Marilyn runs the wonderful Norfolk Children’s Book Centre (NCBC). She is an unstinting enthusiast for children’s books of all kinds and is hugely knowledgeable about them: she seems to have read them all! UKLA members have frequently met Marilyn at annual UKLA International Conferences where she has run truly magnificent bookstalls as well as giving a keynote talk in 2006 called Creating Lifelong Readers: The Three Essential Ingredients. She often supports UKLA national or regional conferences as well. Some of us who live in or near Norfolk have been lucky enough to visit the NCBC itself, a treasure trove of children’s books to browse and comfy sofas to sit on while doing so. For those not able to visit, the NCBC website offers a wealth of books to read and buy. Marilyn has also organised conferences for teachers, students and librarians, as well as hosting sessions at the bookshop for school students and writers. You can read more about Marilyn here.
Joseph is renowned as a poet and children’s author. He has written numerous children’s books across all age ranges including his poetry collection Overheard in a Tower Block (2017) which was longlisted both for the CILIP Carnegie Medal in 2018 and the UKLA Book Awards in 2019 and his picture book with Allison Colpoys If All The World Were…, winner of the 2019 Independent Book Shop Week Book Award.
His workshops in schools have inspired all sorts of students to see themselves as writers and to begin to write and perform poetry themselves. Joseph provided UKLA International Conference delegates with a taster of his work in a much-enjoyed after dinner talk called Just Words! in Cardiff in 2018.
Joseph’s website includes all sorts of information about his work, but also lots of very practical ideas for writing poems and making poetry books. You can read about them, as well as finding out more about Joseph’s work, here.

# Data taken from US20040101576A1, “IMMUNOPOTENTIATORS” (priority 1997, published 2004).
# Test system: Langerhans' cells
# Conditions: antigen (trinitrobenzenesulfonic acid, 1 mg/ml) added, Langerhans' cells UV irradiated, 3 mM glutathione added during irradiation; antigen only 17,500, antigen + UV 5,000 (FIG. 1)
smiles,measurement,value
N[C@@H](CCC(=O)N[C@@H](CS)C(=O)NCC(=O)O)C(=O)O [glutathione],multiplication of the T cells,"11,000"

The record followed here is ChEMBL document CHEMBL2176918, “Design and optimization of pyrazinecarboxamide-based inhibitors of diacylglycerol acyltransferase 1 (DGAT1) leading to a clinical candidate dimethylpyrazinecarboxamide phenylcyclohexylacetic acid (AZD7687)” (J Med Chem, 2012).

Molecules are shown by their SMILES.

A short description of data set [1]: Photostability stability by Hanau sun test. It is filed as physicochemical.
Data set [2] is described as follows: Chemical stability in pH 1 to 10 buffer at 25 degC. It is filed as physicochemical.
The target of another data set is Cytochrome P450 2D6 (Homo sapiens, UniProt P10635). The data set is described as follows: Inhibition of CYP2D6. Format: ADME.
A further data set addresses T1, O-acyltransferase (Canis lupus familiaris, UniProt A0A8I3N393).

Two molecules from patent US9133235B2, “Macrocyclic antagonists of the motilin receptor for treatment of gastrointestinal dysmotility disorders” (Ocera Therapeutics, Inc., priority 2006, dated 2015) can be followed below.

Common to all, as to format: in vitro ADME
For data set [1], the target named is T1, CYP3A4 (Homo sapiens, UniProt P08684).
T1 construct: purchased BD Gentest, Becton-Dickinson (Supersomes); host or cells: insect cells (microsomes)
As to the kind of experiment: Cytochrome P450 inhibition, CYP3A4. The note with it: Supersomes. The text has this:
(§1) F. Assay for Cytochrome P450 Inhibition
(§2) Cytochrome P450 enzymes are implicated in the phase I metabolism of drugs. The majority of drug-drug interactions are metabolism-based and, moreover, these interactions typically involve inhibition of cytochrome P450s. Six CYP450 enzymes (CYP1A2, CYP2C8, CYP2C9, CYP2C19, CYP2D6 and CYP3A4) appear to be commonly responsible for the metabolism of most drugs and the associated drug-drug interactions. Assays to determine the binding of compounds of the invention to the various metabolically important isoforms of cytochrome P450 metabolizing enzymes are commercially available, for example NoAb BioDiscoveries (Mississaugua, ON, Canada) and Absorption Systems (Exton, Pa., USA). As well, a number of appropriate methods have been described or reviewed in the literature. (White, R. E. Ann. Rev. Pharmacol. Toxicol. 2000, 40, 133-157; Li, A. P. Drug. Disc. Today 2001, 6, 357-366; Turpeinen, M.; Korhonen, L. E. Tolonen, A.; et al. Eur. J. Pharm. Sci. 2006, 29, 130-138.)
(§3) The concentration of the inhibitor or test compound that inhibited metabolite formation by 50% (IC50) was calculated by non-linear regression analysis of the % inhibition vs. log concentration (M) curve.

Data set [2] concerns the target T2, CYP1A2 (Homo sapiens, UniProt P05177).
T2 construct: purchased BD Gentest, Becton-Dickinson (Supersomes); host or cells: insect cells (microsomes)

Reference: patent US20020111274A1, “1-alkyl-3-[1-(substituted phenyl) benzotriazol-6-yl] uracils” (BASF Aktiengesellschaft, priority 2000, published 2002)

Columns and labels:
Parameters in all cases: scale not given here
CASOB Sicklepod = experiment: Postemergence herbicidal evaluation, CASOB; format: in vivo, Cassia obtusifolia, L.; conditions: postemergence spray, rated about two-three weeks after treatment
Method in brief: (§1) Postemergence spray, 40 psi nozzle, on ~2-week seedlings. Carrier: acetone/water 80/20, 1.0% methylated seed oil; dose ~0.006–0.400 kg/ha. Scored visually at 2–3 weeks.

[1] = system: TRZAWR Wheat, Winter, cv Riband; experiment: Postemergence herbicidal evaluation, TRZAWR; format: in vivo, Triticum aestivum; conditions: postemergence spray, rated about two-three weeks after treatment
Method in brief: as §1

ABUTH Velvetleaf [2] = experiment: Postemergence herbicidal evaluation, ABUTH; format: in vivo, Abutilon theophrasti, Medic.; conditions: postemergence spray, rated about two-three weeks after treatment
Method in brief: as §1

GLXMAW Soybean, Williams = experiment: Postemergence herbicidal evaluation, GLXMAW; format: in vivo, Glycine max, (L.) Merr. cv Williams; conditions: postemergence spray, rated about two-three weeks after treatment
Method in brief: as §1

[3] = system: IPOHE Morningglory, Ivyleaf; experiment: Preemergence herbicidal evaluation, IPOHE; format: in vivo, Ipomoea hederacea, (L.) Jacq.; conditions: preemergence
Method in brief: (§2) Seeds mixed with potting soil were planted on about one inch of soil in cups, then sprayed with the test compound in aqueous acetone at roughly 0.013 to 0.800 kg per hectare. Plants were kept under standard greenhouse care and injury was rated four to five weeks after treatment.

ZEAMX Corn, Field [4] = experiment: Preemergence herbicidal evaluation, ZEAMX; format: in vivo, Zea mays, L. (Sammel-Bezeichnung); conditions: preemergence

Daniel is a great friend of UKLA not least because of his unstinting support for the UKLA Book Awards for more than a decade. His support has included being a member of the UKLA Book Awards longlisting teams, and his introductions to the UKLA Book Awards events themselves, even when they had to be held via Zoom in 2020.
More widely, Daniel plays a really important part in the realm of editing (including the second edition of the Oxford Companion to Children’s Literature), writing and translating – both adult and children’s literature. He gave a fascinating keynote talk about his work called A World of Children’s Books at the UKLA International Conference in 2016. He has also won several prestigious prizes, including the Blue Peter Award 2004: Best Book with Facts for The Ultimate Book Guide which he co-edited.
You can read more about Daniel and his work here.
Margaret Mackey is Canadian and has, for very many years, been associated with the School of Library and Information Studies at the University of Alberta. Her specialist areas of research and teaching are many and varied including fascinating work on: reading and place; reading in different media such as print, graphic and digital texts; popular culture; and, of course, children’s and young adult literature.
In 2016 she published a stupendous work called One Child Reading: My Auto-Bibliography in which she charts her own reading from as early as she can remember up until the age of 13. It is an extraordinary achievement, involving her tracking down as many of the original texts as she could recall having read, if she didn’t still have them in her possession. It also incorporates – as those already familiar with Margaret’s work might expect – the numerous social, cultural and geographical influences that appeared to be shaping her as a reader during those formative years.
Margaret has always been a generous and supportive friend of UKLA, submitting her own writing or reviews of others’ work for publication in Literacy. Almost every year, without fail, she attends UKLA International Conferences, whether as a delegate or presenter. In 2011 she generously agreed to be a keynote speaker, sharing her current work in a talk entitled Powerful Spaces, Changing Times, and Grounded Literacies. You can read more about Margaret and her work here.